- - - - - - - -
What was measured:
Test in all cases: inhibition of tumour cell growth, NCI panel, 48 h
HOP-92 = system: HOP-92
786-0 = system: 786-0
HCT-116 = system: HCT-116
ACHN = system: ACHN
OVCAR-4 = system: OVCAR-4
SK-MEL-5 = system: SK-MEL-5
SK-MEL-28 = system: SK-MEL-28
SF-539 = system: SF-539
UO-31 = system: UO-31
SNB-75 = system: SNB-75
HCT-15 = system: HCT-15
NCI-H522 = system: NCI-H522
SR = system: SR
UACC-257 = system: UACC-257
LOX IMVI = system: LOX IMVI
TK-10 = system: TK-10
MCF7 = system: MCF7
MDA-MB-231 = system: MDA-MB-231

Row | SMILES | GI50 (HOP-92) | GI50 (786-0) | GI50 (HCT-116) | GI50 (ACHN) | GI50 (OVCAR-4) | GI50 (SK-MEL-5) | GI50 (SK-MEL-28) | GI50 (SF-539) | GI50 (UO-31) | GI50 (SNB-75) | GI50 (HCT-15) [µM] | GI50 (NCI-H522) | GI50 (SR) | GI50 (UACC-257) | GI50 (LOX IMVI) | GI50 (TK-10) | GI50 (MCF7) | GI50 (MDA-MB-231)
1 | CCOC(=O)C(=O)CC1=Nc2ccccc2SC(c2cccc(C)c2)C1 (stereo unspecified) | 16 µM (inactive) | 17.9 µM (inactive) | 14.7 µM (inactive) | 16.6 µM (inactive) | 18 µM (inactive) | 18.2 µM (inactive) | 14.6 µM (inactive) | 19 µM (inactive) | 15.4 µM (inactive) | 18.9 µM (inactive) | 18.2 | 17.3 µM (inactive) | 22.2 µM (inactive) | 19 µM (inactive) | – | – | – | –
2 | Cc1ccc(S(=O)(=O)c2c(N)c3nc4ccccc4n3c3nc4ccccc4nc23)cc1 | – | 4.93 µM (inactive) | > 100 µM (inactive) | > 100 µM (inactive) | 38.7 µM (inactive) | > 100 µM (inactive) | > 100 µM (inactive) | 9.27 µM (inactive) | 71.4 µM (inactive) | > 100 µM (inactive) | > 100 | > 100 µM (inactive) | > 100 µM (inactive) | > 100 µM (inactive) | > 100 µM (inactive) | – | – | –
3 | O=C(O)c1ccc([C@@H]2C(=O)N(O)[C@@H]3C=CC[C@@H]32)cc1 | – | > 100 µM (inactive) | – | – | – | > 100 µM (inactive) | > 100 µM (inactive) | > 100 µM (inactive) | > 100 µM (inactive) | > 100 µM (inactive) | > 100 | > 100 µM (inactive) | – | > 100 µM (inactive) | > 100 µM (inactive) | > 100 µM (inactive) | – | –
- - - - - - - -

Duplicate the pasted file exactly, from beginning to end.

What was measured:
Test in all cases: inhibition of tumour cell growth, NCI panel, 48 h
HOP-92 = system: HOP-92
786-0 = system: 786-0
HCT-116 = system: HCT-116
ACHN = system: ACHN
OVCAR-4 = system: OVCAR-4
SK-MEL-5 = system: SK-MEL-5
SK-MEL-28 = system: SK-MEL-28
SF-539 = system: SF-539
UO-31 = system: UO-31
SNB-75 = system: SNB-75
HCT-15 = system: HCT-15
NCI-H522 = system: NCI-H522
SR = system: SR
UACC-257 = system: UACC-257
LOX IMVI = system: LOX IMVI
TK-10 = system: TK-10
MCF7 = system: MCF7
MDA-MB-231 = system: MDA-MB-231

Row | SMILES | GI50 (HOP-92) | GI50 (786-0) | GI50 (HCT-116) | GI50 (ACHN) | GI50 (OVCAR-4) | GI50 (SK-MEL-5) | GI50 (SK-MEL-28) | GI50 (SF-539) | GI50 (UO-31) | GI50 (SNB-75) | GI50 (HCT-15) [µM] | GI50 (NCI-H522) | GI50 (SR) | GI50 (UACC-257) | GI50 (LOX IMVI) | GI50 (TK-10) | GI50 (MCF7) | GI50 (MDA-MB-231)
1 | CCOC(=O)C(=O)CC1=Nc2ccccc2SC(c2cccc(C)c2)C1 (stereo unspecified) | 16 µM (inactive) | 17.9 µM (inactive) | 14.7 µM (inactive) | 16.6 µM (inactive) | 18 µM (inactive) | 18.2 µM (inactive) | 14.6 µM (inactive) | 19 µM (inactive) | 15.4 µM (inactive) | 18.9 µM (inactive) | 18.2 | 17.3 µM (inactive) | 22.2 µM (inactive) | 19 µM (inactive) | – | – | – | –
2 | Cc1ccc(S(=O)(=O)c2c(N)c3nc4ccccc4n3c3nc4ccccc4nc23)cc1 | – | 4.93 µM (inactive) | > 100 µM (inactive) | > 100 µM (inactive) | 38.7 µM (inactive) | > 100 µM (inactive) | > 100 µM (inactive) | 9.27 µM (inactive) | 71.4 µM (inactive) | > 100 µM (inactive) | > 100 | > 100 µM (inactive) | > 100 µM (inactive) | > 100 µM (inactive) | > 100 µM (inactive) | – | – | –
3 | O=C(O)c1ccc([C@@H]2C(=O)N(O)[C@@H]3C=CC[C@@H]32)cc1 | – | > 100 µM (inactive) | – | – | – | > 100 µM (inactive) | > 100 µM (inactive) | > 100 µM (inactive) | > 100 µM (inactive) | > 100 µM (inactive) | > 100 | > 100 µM (inactive) | – | > 100 µM (inactive) | > 100 µM (inactive) | > 100 µM (inactive) | – | –